Phytoplankton chlorophyll a and phaeopigments were measured on discrete water samples collected at all stations (see Table 1) and determined fluorometrically (Parsons et al., 1984). The extracted chlorophyll measurements involved collecting 100ml from all bottle samples taken at depths shallower than 60m, filtering through GF/F filters, and extracting the chlorophyll in 90% acetone in a freezer for at least 12 hours. The samples were analyzed at sea using a Turner Model 10 fluorometer. These data will be used in regressions against measurements of in situ fluorescence as part of the regular CTD casts.
Parsons, T.R., Y. Maita and C.M. Lalli. 1984. A Manual of Chemical and Biological Methods for Seawater Analysis. Pergamon, Oxford. 173 pp.
Valderrama, J.C. 1981. The simultaneous analysis of total nitrogen and total phosphorus in natural waters. Marine Chemistry 10: 109-122.)
Summary of Zooplankton Studies.
(Jennifer Crain - Oregon State University)
Calanus life history studies - On Broad Scale cruise OC317, I continued to gather data on correlations between gonad development, oil sac volume, and tooth phase in Calanus finmarchicus fifth copepodites. We have observed that Calanus juveniles which are preparing for diapause tend to have smaller, less developed gonads than those in the process of maturing directly into adults. Small, not well defined gonads were typical among C5's examined in the first sampling of this series, in May of 1997. By contrast, in January of 1998, as the recently emerged resting stock of C5's was getting ready to molt into adults, nearly all of the individuals sampled had a large, well-developed gonad, often with the oviducts easily distinguishable. Most of these animals were recognizably female, with only one or two gonads identified as possible testis. Observations of C5 gonads from the present cruise are virtually identical to those made in January.
Nearly the entire Calanus stock has matured, with egg-laden females predominating in the population. Very few Calanus copepodites were seen on OC317. Live sorting was done of samples from deep and shallow nets at standard stations 7,13,18,22,34 and 38. The few C5's that were found, probably stragglers from the resting stock, were either from the surface near the 40 m isobath or the deep nets of MOCNESS tows taken outside the 100m isobath. Images were captured of individual C5's from stations 13,18, 22 and 34 (no C5's were found at the other stations sorted), and oil sac volumes were calculated from areal measurements using image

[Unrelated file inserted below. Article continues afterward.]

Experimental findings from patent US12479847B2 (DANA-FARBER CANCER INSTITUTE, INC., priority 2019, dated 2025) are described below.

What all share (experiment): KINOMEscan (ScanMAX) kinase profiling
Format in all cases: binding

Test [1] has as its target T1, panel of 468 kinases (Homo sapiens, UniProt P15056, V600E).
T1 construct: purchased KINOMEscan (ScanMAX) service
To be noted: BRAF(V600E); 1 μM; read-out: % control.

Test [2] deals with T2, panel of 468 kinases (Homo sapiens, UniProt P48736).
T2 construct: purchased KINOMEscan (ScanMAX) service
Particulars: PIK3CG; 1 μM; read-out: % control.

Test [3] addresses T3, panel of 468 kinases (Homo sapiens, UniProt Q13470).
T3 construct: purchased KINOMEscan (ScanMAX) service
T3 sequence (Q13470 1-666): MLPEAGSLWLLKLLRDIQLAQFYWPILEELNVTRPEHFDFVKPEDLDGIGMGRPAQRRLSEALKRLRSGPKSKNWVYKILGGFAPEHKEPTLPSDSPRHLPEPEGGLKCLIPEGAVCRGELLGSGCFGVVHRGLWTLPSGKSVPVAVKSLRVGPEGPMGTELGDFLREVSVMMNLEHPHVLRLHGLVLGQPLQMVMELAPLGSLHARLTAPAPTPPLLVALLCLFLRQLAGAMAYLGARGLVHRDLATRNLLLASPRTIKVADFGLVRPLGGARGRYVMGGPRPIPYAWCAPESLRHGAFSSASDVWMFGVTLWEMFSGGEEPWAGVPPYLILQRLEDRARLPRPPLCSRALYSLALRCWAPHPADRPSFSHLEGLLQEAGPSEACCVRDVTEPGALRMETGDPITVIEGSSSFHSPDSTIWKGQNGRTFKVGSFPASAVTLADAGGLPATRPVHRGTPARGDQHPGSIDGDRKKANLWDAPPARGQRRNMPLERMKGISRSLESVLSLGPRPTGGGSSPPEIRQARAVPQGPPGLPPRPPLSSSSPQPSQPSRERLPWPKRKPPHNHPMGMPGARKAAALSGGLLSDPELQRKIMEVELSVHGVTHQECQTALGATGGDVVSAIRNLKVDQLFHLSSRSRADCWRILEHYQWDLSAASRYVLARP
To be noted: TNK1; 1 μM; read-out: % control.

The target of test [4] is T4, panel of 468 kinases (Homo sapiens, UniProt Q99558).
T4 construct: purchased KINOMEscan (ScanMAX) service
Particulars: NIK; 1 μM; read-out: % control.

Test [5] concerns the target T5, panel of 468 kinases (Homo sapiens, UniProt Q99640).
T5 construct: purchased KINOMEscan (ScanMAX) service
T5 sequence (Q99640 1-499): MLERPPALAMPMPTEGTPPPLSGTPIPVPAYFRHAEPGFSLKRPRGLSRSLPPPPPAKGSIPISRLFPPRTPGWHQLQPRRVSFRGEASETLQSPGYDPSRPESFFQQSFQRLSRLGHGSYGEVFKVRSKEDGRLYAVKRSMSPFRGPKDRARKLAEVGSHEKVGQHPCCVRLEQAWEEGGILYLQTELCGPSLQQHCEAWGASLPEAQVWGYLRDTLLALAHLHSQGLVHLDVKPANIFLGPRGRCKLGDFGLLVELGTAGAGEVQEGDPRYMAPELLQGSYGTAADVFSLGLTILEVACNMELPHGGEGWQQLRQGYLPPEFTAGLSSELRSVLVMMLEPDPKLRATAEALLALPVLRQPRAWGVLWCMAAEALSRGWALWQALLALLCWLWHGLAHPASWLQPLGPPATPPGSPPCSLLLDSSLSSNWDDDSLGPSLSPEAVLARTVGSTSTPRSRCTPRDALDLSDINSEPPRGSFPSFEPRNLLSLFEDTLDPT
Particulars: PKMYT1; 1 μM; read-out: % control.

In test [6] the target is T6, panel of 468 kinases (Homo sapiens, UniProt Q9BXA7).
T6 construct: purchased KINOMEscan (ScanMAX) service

analysis software. Observations on the developmental status and length of each animal's gonad were made. As in January, almost all of the fifth copepodites had large, well developed gonads. The overwhelming majority of these were ovaries complete with developing oviducts, with only a few specimens displaying the blockiness characteristic of maturing testis and only two bearing
what appears to be a rudimentary vas deferens. Each animal was individually preserved in formalin for later verification of field observations of the gonads using differential interference
contrast microscopy. Correlations between gonad development and oil sac volume will be assessed with respect to relative age-within-stage, as evidenced by tooth phase.
On this cruise I also continued to collect formalin-preserved subsamples from the 150 micron-mesh MOC-1 nets at all priority 1 and 2 stations for ongoing studies of jaw phase
distributions and possible secondary environmental sex determination in Calanus finmarchicus. Ethanol-preserved subsamples were taken from MOC-1 net 5 at the same stations, to be
used for molecular determination of the underlying genetic sex of individual Calanus.
Synopsis of zooplankton observations made after preservation:
Coscinodiscus abundant all over and around the Bank, especially at shallower stations; pteropods present in moderate numbers, especially at stations along the southern flank, densest between 15 and 40 m; siphonophores present at many, especially southern, stations, fewer at Northern stations; Calanus females, full of eggs, abundant; Some Calanus males; Very few Calanus copepodites, with some C1-C3's found outside the 40 m isobath on the southern flank, and a number of C5's at depth at stations 16 and 34; Calanus and/or Pseudocalanus nauplii seen throughout.